The post office at 191 Riverside Ave. in Newport Beach. (Don Leach, Daily Pilot / April 3, 2014)

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The Newport Beach City Council isn't ready to send off its Mariner's Mile post office just yet.

Council members unanimously voted to delay a decision Tuesday on whether to rezone the property where the Bay Station Post Office stands, so staff can prepare the proper documentation for denial of the request. The council urged staff to return with the paperwork at its next meeting, April 22.

An international architecture and design firm, Gensler, had applied for a zoning change for 191 Riverside Ave. to mixed use from a public facility.

A firm representative said no specific plans were in store for the Mariner's Mile commercial district site, but the city was notified on March 25 that the lease on the post office had not been renewed.

"Currently the owner of the property has no designs or future plans for the building," the representative said. "He's simply trying to rezone it from a public facility to a mixed-use facility."

Councilman Tony Petros said he thinks there is a plan and it isn't something the community will want.

"While there might not be a project here before us, the applicant has hired one of the preeminent architects in Southern California to represent them," Petros said. "They didn't hire a community outreach person. They didn't hire a planner or a government relations person. They hired an architect, which tells me there are plans afoot to make the change."

The post office pays $350,400 a year to rent two spaces in the shopping center that total 11,535 square feet, said U.S. Postal Service spokesman Richard Maher.

One space is a stand-alone building, and another is in a corner with a series of storefronts behind it.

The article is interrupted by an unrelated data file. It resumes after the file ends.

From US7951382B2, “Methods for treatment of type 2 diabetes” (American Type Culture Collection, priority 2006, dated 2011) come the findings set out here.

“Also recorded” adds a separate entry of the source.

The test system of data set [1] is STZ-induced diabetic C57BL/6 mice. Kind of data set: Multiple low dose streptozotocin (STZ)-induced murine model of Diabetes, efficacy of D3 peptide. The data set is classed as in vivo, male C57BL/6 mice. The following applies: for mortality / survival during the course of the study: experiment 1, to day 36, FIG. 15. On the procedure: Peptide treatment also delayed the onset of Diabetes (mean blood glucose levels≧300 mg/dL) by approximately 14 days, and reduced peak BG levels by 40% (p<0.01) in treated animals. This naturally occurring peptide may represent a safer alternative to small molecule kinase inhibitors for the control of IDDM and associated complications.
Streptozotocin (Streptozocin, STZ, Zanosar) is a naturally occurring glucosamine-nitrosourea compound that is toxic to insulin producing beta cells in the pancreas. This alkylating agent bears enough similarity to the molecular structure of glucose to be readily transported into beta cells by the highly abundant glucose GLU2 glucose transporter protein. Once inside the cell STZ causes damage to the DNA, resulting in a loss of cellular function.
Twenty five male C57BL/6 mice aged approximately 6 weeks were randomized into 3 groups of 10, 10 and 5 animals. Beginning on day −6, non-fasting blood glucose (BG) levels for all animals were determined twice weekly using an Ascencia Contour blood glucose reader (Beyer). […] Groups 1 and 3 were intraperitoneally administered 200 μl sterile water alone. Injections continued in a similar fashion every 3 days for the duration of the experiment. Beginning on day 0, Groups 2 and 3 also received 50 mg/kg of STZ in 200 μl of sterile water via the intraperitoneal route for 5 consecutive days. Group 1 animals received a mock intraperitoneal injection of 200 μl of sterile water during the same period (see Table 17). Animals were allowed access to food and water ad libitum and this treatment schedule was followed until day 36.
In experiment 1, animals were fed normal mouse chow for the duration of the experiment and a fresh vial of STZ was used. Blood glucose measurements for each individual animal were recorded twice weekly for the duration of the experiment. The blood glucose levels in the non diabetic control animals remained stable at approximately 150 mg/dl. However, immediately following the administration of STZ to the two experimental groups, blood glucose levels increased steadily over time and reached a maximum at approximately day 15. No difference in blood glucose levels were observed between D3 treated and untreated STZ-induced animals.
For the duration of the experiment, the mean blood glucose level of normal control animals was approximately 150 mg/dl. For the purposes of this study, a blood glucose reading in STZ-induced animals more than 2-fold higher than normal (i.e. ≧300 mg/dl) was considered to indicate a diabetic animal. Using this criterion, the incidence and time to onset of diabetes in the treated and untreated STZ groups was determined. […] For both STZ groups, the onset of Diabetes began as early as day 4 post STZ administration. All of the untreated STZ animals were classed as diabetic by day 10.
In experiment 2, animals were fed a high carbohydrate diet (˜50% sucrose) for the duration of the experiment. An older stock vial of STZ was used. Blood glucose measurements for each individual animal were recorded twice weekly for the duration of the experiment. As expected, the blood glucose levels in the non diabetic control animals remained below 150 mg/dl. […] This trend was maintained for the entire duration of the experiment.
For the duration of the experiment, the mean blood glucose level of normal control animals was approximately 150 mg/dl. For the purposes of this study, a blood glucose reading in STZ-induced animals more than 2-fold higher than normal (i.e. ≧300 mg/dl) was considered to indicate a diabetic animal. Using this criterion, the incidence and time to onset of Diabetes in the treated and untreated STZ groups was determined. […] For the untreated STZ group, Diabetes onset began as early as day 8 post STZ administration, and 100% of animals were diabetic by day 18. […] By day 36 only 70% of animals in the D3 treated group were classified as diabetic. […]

The Postal Service is hoping to find a nearby location with about 5,100 square feet, Maher said.

If the council approves the requested amendments for the current site, the post office could continue to operate there if its lease is renewed, but many more uses would also become permissible, noted Patrick Alford, the city's planning manager.

Still, Petros said, other uses would provide greater opportunity to a property owner.

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Solid waste collection

In other business, the council updated the municipal code to reflect the transition for trash collection services from public employees to private company CR&R. The amendments excluded language that would allow trash containers to be stored against a home or garage if they could not fit in a garage, sideyard or other enclosure.

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Landscaping contract

Council members approved a nearly $413,000 contract with Nuvis Landscape and Planning of Costa Mesa to complete the documents necessary for the planned landscaping on West Coast Highway, between the Santa Ana River and Newport Boulevard.

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For the bikers

The council cleared the way for 50 bike racks to be installed along East Coast Highway in Corona del Mar, an initiative of the Corona del Mar Business Improvement District.